2) Goalkeeper Freezing the Puck (Rule 4-7-e, Page HR-47). This was a point of emphasis last season with limited success. The committee firmly believes there are too many stoppages granted to goalkeepers when play should continue.
3) Change of Players (Rule 2-5-b, HR-25). The committee believes the line change procedure, which was implemented to speed player changes and limit dead time in the game, has become relaxed in recent seasons. Officials must follow this protocol as listed in the rules book.
4) National anthem (Rule 8-2-e, HR-93). For the image of the game and respect for our nation, the committee asks coaches to instruct players to remain motionless throughout the national anthem(s), just as those in the crowd are asked to be respectful. As a reminder, if a color guard is present, players are to remain on the blue line until the color guard has left the ice surface.
“Overall, the committee’s stance is that the game is in great shape,” Knowlton said. “There are a few areas of concern, however, and we are distributing these to guide our coaches and officials in preparation for the season.”
The issue of tie games was discussed at length at the meeting. The committee considered numerous ideas, including efforts to reduce ties and ways to completely eliminate ties from the game. After these discussions, it is the committee’s current intent to eliminate ties starting with the 2008-09 season.
The group developed the three most feasible options to eliminate ties:
1) Five minutes of 4-on-4 overtime, then decide the game by using a shootout. This option had the most support among committee members.
2) Five minutes of 4-on-4 overtime, then 3-on-3 for five minutes of overtime, then a shootout.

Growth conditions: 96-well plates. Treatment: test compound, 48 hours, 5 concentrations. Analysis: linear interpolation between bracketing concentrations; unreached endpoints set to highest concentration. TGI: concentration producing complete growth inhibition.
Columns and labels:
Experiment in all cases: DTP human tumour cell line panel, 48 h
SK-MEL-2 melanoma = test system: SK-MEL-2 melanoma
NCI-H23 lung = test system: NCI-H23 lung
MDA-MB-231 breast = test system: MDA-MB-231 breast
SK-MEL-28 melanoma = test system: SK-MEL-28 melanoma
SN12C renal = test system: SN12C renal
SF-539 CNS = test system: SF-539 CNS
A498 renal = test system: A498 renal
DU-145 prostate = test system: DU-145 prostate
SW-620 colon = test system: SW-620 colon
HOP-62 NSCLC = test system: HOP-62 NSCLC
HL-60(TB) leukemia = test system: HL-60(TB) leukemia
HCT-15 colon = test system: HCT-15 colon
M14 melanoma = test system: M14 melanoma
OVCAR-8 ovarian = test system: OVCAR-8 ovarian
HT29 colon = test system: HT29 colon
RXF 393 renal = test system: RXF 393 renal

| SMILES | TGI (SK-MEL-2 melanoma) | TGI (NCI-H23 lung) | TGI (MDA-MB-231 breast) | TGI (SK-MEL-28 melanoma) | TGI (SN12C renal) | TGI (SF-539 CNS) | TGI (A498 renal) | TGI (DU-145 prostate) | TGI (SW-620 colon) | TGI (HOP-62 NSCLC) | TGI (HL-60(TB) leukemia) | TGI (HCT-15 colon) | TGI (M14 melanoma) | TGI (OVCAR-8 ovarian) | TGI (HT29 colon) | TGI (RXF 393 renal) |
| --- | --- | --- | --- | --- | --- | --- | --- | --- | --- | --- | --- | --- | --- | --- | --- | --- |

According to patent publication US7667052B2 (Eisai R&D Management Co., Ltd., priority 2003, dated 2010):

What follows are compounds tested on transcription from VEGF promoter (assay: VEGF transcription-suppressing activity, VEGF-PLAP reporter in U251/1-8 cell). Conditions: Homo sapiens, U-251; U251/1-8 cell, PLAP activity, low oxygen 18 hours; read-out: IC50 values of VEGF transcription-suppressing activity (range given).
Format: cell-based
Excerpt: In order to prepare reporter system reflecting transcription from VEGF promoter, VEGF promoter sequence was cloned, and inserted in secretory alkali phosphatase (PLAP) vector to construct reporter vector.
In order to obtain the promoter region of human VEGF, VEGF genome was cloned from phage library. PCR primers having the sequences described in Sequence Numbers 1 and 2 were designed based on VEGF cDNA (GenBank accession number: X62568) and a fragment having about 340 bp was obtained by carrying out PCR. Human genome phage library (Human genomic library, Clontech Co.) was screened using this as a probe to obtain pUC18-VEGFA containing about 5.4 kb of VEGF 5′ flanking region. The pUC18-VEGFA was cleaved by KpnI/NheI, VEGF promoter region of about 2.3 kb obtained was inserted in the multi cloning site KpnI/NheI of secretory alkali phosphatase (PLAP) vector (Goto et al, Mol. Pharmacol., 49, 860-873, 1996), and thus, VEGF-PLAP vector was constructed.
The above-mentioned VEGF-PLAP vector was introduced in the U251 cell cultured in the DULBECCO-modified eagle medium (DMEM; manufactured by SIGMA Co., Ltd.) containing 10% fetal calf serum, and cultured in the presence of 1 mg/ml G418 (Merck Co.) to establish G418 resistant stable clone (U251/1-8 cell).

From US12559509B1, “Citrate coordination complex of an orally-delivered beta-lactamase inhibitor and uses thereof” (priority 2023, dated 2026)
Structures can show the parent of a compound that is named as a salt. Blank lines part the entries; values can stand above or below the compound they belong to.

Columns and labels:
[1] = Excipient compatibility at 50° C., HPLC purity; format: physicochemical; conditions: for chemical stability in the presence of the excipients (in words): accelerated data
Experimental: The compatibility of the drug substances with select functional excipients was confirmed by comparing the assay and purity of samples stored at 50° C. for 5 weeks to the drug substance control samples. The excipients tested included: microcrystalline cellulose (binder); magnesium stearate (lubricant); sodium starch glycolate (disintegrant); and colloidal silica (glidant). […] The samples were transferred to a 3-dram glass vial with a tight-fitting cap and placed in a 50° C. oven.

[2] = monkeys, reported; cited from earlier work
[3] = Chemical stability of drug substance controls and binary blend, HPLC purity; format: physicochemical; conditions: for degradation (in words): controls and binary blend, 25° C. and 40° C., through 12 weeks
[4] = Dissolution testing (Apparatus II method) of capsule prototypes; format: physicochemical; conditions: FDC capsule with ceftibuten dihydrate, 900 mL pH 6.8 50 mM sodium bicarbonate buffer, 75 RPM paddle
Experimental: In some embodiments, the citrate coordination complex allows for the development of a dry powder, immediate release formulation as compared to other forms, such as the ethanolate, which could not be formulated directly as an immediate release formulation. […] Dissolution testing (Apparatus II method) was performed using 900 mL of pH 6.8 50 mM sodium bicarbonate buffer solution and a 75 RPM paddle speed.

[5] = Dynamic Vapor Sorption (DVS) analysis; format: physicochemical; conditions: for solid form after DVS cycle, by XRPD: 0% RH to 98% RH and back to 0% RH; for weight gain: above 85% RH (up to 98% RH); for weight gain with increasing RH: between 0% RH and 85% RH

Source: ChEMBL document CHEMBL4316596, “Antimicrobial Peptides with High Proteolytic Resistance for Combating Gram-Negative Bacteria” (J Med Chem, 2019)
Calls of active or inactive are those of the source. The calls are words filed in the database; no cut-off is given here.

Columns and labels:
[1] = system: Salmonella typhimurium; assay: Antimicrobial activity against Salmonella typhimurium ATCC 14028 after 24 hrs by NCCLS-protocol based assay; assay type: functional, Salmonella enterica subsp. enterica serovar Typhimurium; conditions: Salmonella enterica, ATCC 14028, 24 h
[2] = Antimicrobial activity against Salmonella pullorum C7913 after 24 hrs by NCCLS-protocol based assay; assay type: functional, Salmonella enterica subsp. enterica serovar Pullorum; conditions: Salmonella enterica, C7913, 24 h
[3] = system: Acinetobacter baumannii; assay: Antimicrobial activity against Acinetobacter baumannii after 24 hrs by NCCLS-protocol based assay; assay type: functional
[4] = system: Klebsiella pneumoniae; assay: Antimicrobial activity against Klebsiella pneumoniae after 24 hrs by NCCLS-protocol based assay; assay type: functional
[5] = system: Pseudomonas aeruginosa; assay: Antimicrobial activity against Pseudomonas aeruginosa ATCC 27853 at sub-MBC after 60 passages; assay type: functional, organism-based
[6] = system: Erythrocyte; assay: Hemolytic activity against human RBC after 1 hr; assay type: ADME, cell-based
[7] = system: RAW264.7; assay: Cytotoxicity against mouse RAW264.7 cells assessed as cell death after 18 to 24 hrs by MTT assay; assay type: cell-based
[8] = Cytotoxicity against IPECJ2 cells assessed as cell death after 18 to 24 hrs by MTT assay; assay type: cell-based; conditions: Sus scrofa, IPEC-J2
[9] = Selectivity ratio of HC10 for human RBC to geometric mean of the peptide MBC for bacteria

3) Each team would receive a 5-on-4 power play opportunity for two minutes. If Team A scores and then holds Team B from scoring, Team A wins. If Team B scores a shorthanded goal during Team A’s opportunity, the game is over and Team B wins. If a penalty is called on the shorthanded team during the overtime opportunity, the power play opportunity is extended for the additional time. The procedure is used until one team scores. This model is more in line philosophically with the tiebreaking procedures used successfully in NCAA football.
The group also developed the three most feasible options to reduce ties:
1) Five minute overtimes playing 4-on-4.
2) 10 minute overtimes playing 4-on-4.
3) Five minute overtimes playing 4-on-4 and then 3-on-3.
The committee discussed the effect on the Ratings Percentage Index in Division I and the selection criteria for Division III institutions, and will continue discussions with the appropriate championship committees throughout this process. These selection criteria are the purview of the selection committees, not the rules committees.
“At this point, the committee did not take any formal action on tie games, but is presenting several options for consideration throughout the year,” said Knowlton. “We plan to have some resolution on this issue at our meeting next summer.”
The committee also discussed its rules relating to hand passes. Currently, hand passes are allowed by the defensive team in their zone, but everywhere else on the ice, hand passes to a teammate result in a stoppage of play.
The committee believes a change to this rule may be necessary in the future. The group has developed four possible options:
1) Allow hand passes in defensive zone and neutral zone.
2) Allow hand passes anywhere on the ice.
3) Do not allow hand passes at all.
4) No change to the current rule.